Dart Decisions

The following commentary does not necessarily reflect the views of AgWeb or Farm Journal. The opinions expressed below are the author's own.

 

Bring up the topic of medicated darts among a group of cattle producers and veterinarians and you’ll hear a range of strong opinions.

Opponents maintain that darts, or “remote delivery devices” (RDD) as manufacturers call them, should rarely, if ever, be used to treat cattle with antibiotics. They site potential problems including hitting an inappropriate injection site, injecting the wrong tissue such as into a muscle or vein instead of subcutaneous, inconsistent dosage that could contribute to antibiotic resistance, safety and other concerns.

Proponents stress that RDD can offer convenience and protect animal welfare, allowing treatment in remote pastures where capturing, restraining and/or transporting an animal for hand injection can create additional stress.

For detailed background on the topic, read “Dart or No Dart” in the September 2016 issue of Bovine Veterinarian.

Over the past few years, much of the argument on either side has drawn primarily on anecdotal evidence, as research data remains scarce. Two recent reports add to the knowledge base, but with somewhat conflicting results, will not definitively end the debate.

Results of one recent study, led by Dr. David Bechtol and the Agri Research Center, Canyon, Texas, indicate producers can, with the appropriate equipment, consistently deliver subcutaneous injections with RDD with results similar to hand injections.

For this test, the researchers used saline injections with food-grade blue dye for visual documentation of distribution of the injected solution. All injections were in the BQA-approved injection sites in the neck. The team used 48 Angus-cross feedyard steers, with each receiving two different subcutaneous injection treatments to either side of the neck. The researchers compared injections using:

  • An industry-standard ½-inch 16-gauge needle for hand injection.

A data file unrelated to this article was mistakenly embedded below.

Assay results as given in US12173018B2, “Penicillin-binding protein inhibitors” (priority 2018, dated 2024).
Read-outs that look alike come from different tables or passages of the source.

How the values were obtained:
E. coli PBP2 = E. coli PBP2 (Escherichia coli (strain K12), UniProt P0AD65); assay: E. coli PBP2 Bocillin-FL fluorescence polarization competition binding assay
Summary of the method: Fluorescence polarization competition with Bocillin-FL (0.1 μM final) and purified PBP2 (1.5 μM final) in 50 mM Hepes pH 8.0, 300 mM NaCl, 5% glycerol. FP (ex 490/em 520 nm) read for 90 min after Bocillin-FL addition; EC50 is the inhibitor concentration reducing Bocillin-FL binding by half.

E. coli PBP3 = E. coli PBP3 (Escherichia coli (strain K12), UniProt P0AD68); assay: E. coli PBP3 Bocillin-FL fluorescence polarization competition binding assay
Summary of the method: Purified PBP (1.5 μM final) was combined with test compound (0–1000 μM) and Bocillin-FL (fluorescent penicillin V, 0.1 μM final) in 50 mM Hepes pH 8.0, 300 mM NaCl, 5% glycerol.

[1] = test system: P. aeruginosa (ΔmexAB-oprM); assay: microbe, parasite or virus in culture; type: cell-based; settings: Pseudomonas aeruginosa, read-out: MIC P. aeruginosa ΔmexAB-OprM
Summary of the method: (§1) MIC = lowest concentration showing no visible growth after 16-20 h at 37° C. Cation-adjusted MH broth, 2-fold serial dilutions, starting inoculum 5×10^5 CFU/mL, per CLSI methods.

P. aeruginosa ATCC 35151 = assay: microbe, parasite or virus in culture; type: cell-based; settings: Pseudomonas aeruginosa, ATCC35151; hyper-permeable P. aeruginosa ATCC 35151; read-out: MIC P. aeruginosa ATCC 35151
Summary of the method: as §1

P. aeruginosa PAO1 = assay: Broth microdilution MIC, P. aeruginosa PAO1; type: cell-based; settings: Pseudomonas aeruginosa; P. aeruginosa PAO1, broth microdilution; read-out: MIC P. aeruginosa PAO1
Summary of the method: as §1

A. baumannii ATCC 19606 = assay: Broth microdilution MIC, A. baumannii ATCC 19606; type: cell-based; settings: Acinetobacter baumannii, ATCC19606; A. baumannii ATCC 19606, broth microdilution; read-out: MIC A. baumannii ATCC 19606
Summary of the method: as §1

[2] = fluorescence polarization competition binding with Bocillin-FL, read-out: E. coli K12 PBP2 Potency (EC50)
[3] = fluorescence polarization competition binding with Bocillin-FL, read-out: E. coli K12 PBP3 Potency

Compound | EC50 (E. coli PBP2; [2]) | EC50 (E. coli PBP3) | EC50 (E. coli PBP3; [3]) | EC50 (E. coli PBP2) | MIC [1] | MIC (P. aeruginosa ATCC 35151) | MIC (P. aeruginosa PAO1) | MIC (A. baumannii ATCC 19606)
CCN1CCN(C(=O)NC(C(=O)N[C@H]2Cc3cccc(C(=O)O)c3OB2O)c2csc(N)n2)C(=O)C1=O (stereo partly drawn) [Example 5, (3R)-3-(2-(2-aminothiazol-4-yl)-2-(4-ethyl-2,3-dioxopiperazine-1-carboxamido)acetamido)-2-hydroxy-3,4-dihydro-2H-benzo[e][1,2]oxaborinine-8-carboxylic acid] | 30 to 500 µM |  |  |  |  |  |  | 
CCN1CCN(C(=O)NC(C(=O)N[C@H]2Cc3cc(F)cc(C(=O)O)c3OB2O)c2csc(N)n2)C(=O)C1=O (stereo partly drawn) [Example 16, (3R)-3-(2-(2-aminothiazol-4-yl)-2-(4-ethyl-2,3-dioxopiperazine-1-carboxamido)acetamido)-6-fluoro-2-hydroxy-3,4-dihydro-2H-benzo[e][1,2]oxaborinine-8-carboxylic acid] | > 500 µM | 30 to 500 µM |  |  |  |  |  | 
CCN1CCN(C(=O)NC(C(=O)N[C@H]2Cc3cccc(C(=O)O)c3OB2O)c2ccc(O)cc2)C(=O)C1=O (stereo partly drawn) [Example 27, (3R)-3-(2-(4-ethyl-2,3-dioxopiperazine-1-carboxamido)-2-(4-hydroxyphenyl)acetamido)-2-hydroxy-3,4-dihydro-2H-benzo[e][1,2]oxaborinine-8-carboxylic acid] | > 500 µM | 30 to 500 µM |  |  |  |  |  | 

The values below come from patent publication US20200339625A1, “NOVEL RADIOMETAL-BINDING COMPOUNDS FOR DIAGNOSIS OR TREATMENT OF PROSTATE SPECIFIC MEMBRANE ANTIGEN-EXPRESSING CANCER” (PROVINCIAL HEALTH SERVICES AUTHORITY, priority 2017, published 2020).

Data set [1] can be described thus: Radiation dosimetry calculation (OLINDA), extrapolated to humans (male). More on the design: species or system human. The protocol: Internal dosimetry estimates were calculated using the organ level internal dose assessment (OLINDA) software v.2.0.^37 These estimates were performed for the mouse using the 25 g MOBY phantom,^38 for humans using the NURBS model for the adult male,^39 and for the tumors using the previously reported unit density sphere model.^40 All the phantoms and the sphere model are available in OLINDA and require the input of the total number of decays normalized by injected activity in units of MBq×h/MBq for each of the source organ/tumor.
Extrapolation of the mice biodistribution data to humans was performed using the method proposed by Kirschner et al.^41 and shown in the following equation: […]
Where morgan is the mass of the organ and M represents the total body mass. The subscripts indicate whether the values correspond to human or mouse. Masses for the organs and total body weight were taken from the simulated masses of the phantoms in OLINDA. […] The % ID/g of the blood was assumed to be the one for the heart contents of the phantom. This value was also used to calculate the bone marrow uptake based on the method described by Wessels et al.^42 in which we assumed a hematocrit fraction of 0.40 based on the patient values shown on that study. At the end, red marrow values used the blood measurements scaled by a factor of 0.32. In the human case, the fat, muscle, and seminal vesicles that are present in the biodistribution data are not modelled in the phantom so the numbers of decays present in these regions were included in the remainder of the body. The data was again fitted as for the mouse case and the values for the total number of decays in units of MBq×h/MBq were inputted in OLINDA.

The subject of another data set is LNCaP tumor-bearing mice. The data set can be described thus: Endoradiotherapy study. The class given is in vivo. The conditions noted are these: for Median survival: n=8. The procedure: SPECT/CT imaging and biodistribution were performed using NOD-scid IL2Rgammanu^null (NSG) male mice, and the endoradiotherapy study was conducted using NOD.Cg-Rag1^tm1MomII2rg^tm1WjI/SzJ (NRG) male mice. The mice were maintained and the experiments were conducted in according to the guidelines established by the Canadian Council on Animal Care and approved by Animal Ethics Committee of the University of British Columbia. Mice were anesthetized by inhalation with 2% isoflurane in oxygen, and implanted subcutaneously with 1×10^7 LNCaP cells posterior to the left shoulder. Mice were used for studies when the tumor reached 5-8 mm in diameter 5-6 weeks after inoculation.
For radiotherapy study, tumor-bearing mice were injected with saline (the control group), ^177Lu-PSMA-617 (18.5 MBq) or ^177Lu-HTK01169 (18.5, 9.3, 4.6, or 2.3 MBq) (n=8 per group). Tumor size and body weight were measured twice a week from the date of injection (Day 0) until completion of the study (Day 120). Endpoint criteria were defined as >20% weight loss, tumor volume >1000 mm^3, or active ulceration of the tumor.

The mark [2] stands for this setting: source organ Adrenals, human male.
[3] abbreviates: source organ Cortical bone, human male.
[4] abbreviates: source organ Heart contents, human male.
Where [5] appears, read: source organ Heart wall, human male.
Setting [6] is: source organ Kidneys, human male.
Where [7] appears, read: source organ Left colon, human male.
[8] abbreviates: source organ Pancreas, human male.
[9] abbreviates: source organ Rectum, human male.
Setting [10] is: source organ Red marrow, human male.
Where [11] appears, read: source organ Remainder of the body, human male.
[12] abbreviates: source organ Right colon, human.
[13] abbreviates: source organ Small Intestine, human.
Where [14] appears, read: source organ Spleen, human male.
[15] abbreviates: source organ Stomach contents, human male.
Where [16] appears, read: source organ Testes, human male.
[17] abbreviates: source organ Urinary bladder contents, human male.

• An RDD equipped with a ½-inch 14-gauge needle.
  • An RDD equipped with a ¾-inch tri-port 14-gauge needle.

Of the total 68 RDDs delivered, 68 detonated, while two partially deployed with one more so than the other.

According to the research report, the study met its objective of evaluating an RDD equipped with ½-inch 14-gauge versus a ¾-inch 14-gauge tri-port needle in comparison to a hand syringe injection equipped with a standard ½-inch 16-gauge needle. The gross and histopathology results showed an RDD equipped with a ½-inch needle having good skin penetration thus providing subcutaneous injection with no muscle damage, whereas the ¾-inch tri-port needle had good skin penetration with majority subcutaneous injection: however, did have some minimal muscle penetration. The researchers conclude that the RDD equipped with a ½-inch 14-gauge needle is adequate for subcutaneous injections with least amount of muscle penetration and equal to that of a hand syringe injection if the hand syringe is administered with proper care. Read more about this study here.

In contrast, a study from Kansas State University’s Beef Cattle Institute led by Dr. Hans Coetzee, found inconsistencies. In this study, researchers used RDD to inject cattle with Draxxin (tulathroymycin). Of 15 animals treated using RDD, for of the darts failed to deliver the drug.  In other cases, researchers found trace amounts of the drug in the animals, but not at efficacious levels. They also found that darted animals had a lower overall exposure to Draxxin compared to animals that were held in a squeeze chute and injected under the skin.

The researchers also point out that the test animals were restrained with rope halters, with an experienced veterinarian firing the darts from a dead rest at a fixed distance. And yet, in one-third of the treated animals, the dart hit outside the Beef Quality Assurance (BQA)-compliant injection-site area of the neck.

More research is needed, but in the meantime, veterinarians and producers should limit their use of RDD treatments to necessity, rather than convenience. If you have instances where RDD seems the best choice, take reasonable steps to ensure compliance with BQA guidelines. Comply fully with product labels, including mode of injection, total dosage and maximum dosage per injection site. Practice with the dart gun to ensure consistent ability to hit a small target at an appropriate range. Keep detailed records of all treatments, and if possible, recover all used darts for safety and to verify the dose was injected. Follow all gun-safety rules, such as keeping the safety on until ready to fire, always pointing the rifle in a safe direction, knowing your target and what is beyond your target and always treating every gun as if it is loaded.

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